Developer: Backbone Entertainment
Release Date: Summer 2008
Capcom has a reputation for happily giving their classic titles modern facelifts and plenty of re-releases. Just about any new title that's an extension of a current Capcom franchise stands a good chance of being mistaken for a remake. This is definitely the case with 1942: Joint Strike, which, as of this writing, is considered a remake of the original 1942. Upon playing the game, it becomes obvious that this is not the case. The title is a completely original modern top-down shooting game that feels more like Capcom's 19XX: The War Against Destiny arcade title than the classic that was famously ported to the NES.
While not a "bullet hell" shooter by any stretch of the imagination, Joint Strike's screens rapidly fill with shots and enemies, and difficulty ramps up very quickly as you proceed through its five levels. That said, Joint Strike is a game that seems to have been created to cater to a wide range of skill levels, particularly shooter novices, in mind. The game can be played on difficulty levels ranging from one to four stars, and even a lousy player should be able to stumble through the first few levels on one-star difficulty. Four-star difficulty is strictly for pros who 1CC the likes of Ikaruga. For the most part, Achievements aren't tied to any particular difficulty level, so a shmup novice can go to 1942: Joint Strike and find an environment conducive to building skills and sharpening reflexes without getting stomped on too hard or feeling unrewarded.
Players can opt to tackle the game with one of three different planes: the Lightning (based on the real-life Lockheed P-38), the Mosquito (based on the real-life de Havilland Mosquito) or the Shinden (based on the real-life Kyushu J7W1). Each of the planes has slightly different ratings in the areas of Bomb strength, Health, Power and Speed, and there's a noticeable difference in handling when you move from one to the other. The Lightning has no real strengths or weaknesses, the Mosquito has lots of Health and Power but low Speed and Bomb ratings, and the agile Shinden is essentially the opposite of the Mosquito.
In addition to the Bombs, which do what you'd expect, each plane can use a "Strike" technique that fills up as players destroy enemies. In single-player mode, this is just a salvo of homing missiles that zero in on a nasty enemy or one of a boss's joints. In two-player co-op mode, this ability becomes a Joint Strike that has one of three effects a player selects at the beginning of a match. Players could opt for powered-up shots that would fly from one plane to the other, obliterating all enemies in between, a "lightning chain" effect that would do damage to anything the chain passed through, and a wide-radius explosion centered between the two planes. All three abilities have their uses, although most players are probably going to end up picking a favorite and using it religiously. Each player in a match can pick a separate Joint Strike effect, and a certain amount of talking back and forth in online co-op games is essential to make sure you use the right player's Joint Strike at the right time.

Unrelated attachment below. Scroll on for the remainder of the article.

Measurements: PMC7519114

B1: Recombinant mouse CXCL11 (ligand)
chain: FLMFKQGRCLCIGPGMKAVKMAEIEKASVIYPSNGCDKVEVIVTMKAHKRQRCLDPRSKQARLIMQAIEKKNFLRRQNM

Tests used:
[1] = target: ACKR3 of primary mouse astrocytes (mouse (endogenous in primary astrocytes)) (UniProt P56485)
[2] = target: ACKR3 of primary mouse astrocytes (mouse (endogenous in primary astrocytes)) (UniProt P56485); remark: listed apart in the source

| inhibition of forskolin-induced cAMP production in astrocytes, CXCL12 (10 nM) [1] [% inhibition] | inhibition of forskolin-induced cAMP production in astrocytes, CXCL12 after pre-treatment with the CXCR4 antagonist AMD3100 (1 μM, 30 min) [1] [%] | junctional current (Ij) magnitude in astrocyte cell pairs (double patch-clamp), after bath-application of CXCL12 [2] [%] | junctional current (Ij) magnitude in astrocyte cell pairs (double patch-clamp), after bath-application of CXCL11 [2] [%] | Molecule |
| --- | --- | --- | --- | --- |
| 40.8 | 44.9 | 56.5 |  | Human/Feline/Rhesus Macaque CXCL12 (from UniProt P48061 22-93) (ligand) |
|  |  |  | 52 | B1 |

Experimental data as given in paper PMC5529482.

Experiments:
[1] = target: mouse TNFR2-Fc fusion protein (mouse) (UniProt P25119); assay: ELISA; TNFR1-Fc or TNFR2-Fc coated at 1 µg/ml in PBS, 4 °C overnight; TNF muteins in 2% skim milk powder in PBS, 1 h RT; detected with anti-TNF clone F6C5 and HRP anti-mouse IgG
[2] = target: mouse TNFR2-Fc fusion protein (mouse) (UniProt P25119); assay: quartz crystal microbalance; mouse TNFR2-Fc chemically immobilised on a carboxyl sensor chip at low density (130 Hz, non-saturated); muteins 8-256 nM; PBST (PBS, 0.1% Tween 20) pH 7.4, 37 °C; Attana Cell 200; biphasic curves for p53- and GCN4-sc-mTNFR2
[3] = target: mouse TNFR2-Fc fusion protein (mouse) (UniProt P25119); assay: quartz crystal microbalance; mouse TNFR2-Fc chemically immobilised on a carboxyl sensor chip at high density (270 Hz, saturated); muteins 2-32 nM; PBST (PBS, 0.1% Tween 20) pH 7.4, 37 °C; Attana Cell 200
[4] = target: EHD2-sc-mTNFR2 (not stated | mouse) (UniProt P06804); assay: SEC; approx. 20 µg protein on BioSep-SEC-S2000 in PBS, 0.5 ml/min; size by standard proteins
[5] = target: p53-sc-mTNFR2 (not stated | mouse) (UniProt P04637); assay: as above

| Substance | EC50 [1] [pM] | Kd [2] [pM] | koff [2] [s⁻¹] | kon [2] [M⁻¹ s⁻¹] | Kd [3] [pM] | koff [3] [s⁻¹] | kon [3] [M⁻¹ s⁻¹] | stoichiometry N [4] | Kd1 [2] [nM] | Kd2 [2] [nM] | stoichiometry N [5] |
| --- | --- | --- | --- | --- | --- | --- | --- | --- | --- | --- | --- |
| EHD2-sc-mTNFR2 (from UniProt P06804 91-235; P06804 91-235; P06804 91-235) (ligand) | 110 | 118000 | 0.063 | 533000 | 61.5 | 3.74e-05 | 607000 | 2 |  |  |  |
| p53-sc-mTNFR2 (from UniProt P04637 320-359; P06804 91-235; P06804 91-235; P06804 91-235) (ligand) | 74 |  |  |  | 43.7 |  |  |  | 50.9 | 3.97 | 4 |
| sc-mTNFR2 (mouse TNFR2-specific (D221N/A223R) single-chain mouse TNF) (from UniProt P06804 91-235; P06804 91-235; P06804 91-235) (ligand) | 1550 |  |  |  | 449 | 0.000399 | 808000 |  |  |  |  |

Power-ups operate along roughly the same principles as the Joint Strikes. There are three types of bullet power-ups, each of which can be powered up to a second level of effectiveness or charged by holding down and releasing the fire button. The power-ups are the Laser, a long vertical projectile that obliterates whatever crosses its path and powers up to a devastating double laser; the Missile, which fans first three and then five projectiles out in a wide cone; and the Vulcan, which first widens the plane's spray of fire and then makes it fan out along a narrow cone. There are also temporary power-ups available that let a plane do amazingly high damage over a brief period of time, with options including a spread gun and a single grenade-like projectile. When a power-up appears on-screen, it floats around in a pattern that feels random, cycling through the available power-ups every few seconds. Getting your second-level power-up can be frustrating, as being even a second too slow can end with you trading your power-up for one that you may not have wanted.